Chef Son Jong-won of one-MICHELIN-starred contemporary fine-dining restaurant L’Amant Secret spent his youth searching for a purpose in life he could call his career — until he realised it is a calling that had been right in front of him all along.
That realisation came unexpectedly, he recounts.
“Since I was little, I wanted my job to be something that I can love and put my passion into. It wasn’t easy to find. I’ve loved cooking at home for most of my life, but since it is already part of my daily routine, I had never considered it as a career,” he explains.
One day, while living in New York, he drove past the Culinary Institute of America and glimpsed culinary students in their chef uniforms working like an orderly brigade.
“It looked very cool. I fell in love. I found my fate,” Son says. “It was from that moment that I realized that cooking is my calling.”
His culinary career would later take him into the storied kitchens of the world’s best restaurants, including three-MICHELIN-starred Benu and Quince and two-MICHELIN-starred Coi in San Francisco and two-MICHELIN-starred Noma in Copenhagen.
The highest point in my career is when I got offered a full-time role in Benu in San Francisco. I was doing my internship there when the chef, Corey Lee, walked up to me and suddenly asked ‘Son, do you want a job?’”
“It was like a dream come true,” Son recalls.
It was also in these restaurants where he gained many mentors. “Among the many lessons that I have learnt from them, the most important lesson is that food should have identity,” says Son.
He returned to Korea in 2018 to head the team at L’Amant Secret, and drove the restaurant to earn its first MICHELIN Star in the MICHELIN Guide Seoul 2021 edition unveiled last November.
At L’Amant Secret, Son and his team push themselves daily to create dishes that encapsulate the spirit of contemporary Seoul — creations that “have never been seen before”, he describes.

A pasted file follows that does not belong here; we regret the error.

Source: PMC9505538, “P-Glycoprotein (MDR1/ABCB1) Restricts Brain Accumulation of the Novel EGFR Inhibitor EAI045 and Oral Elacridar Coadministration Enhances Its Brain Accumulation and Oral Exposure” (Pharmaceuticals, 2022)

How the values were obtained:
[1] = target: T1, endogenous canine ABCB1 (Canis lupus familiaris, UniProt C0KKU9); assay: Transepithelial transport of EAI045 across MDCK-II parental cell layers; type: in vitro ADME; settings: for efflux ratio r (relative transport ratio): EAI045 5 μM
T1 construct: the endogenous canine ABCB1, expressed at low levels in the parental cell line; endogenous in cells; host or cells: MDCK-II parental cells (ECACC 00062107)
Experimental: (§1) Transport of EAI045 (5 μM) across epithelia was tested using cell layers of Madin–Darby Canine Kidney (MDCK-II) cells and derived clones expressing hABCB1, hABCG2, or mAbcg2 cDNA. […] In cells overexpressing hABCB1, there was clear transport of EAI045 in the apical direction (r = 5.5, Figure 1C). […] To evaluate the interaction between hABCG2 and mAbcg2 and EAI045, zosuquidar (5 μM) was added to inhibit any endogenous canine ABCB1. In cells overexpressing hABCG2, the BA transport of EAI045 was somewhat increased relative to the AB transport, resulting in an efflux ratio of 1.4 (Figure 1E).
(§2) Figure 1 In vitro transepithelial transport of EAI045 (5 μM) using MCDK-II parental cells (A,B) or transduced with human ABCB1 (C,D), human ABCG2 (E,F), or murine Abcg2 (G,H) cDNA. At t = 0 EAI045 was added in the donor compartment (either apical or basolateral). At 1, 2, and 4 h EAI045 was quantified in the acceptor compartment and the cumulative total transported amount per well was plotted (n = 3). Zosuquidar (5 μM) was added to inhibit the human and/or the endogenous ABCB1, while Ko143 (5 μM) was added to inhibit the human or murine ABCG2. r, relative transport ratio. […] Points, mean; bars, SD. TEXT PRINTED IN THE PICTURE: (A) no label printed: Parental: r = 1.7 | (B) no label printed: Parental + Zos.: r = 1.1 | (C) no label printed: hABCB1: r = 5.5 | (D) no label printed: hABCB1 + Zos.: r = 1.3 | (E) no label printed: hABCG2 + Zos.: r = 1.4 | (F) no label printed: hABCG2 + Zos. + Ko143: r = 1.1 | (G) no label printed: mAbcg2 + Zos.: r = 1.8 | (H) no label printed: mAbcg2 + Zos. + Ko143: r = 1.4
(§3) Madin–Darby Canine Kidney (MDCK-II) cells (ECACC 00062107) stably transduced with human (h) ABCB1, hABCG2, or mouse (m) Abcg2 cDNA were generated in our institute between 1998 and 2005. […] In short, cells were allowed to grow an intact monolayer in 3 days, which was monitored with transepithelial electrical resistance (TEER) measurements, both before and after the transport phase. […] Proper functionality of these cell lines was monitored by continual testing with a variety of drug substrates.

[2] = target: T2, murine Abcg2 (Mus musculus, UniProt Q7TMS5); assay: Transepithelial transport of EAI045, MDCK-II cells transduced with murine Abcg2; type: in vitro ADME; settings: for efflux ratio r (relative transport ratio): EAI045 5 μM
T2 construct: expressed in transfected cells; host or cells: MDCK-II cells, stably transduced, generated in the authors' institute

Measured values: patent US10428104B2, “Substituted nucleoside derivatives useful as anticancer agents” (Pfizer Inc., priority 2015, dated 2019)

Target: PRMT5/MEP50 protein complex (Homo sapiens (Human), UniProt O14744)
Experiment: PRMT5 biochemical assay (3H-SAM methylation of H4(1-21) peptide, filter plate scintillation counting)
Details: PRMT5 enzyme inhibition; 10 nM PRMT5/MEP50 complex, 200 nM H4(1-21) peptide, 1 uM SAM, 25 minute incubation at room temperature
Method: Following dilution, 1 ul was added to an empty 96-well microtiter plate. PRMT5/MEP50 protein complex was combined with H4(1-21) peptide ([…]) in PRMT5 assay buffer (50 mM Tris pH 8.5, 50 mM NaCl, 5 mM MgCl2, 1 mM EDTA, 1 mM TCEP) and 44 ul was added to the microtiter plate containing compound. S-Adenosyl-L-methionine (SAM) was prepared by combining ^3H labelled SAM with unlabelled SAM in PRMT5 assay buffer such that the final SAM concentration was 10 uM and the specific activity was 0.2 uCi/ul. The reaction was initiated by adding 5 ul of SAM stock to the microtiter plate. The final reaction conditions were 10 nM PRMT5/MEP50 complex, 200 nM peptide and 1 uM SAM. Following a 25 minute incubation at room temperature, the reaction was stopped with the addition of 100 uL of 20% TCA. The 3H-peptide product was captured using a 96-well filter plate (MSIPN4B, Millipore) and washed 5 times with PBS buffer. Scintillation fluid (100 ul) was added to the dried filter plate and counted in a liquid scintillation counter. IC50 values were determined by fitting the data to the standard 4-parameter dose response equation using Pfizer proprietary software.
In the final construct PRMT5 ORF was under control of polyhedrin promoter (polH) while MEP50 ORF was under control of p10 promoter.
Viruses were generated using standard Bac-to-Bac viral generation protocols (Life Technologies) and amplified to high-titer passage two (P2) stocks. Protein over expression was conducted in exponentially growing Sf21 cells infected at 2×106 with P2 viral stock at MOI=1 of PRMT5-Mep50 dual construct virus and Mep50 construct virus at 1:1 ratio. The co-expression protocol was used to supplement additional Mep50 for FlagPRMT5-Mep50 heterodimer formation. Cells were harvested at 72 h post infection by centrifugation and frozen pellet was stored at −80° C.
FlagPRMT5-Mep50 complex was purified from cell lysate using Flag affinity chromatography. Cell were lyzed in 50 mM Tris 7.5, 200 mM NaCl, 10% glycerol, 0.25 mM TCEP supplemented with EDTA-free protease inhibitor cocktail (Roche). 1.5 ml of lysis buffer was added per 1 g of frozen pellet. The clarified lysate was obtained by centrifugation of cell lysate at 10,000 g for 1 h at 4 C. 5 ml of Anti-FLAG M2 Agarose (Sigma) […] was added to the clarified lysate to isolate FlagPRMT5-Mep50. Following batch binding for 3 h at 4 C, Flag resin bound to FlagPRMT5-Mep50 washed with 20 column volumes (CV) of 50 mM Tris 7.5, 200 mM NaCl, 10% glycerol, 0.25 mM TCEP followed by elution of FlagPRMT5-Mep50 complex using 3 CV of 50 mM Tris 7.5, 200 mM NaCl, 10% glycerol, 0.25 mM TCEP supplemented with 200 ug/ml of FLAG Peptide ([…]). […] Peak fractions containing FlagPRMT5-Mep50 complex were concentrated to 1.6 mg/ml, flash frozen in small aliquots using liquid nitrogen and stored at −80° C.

Housed on the 26th floor of the L'Escape Hotel overlooking the buzzing Myeongdong district of downtown Seoul, the restaurant’s intimate interiors is inspired by Parisian sensibilities and set the perfect stage for Son to parlay his Korean-style Western cuisine through modern expressions based on local ingredients blended with Western cooking techniques.
A signature starter at the restaurant, named Small Bites of Namsan Trail, takes inspiration from Korea’s iconic street food, and comprise delicate nibble-sized interpretations such as a roasted chestnut choux filled with smoked Lapsang Suchong tea purée; ice cream and caviar on smoked and fermented cream; tornado potatoes stuffed with black truffle and Comte cheese; mini gimbap stuffed with egg salad and confit anchovies, and foie gras candies aged in persimmon vinegar.
Another signature dish, simply named Caviar and Eggs, has been on the menu since opening and has undergone multiple iterations that reflect Son’s personal journey as a chef. In its latest form, the dish features fresh eggs, thinly sliced green onions, chives oil, and smoked flatfish, topped off with a sabayon sauce, a generous layer of Ossetra caviar, and fermented lemons. The delicacy is served on a flower-shaped plate called 'Fleur' designed by Limoges-based French porcelain artist, Jacques Pergay, for an extra air of elegance.
For the exclusive collaboration between Genesis and Michelin, Son ties the experience together by serving the dishes with a small map, so the meal becomes akin to a “private driving course” for two diners to embark on.
“A great dining experience is about more than just taste. You need to create a strong first impression,” Son explains. “At L’Amant Secret, we want to bring the landscape of Korea to the table.”
“Driven by my passion for cooking, I hope to create a wonderful journey that we can all travel on together,” he adds.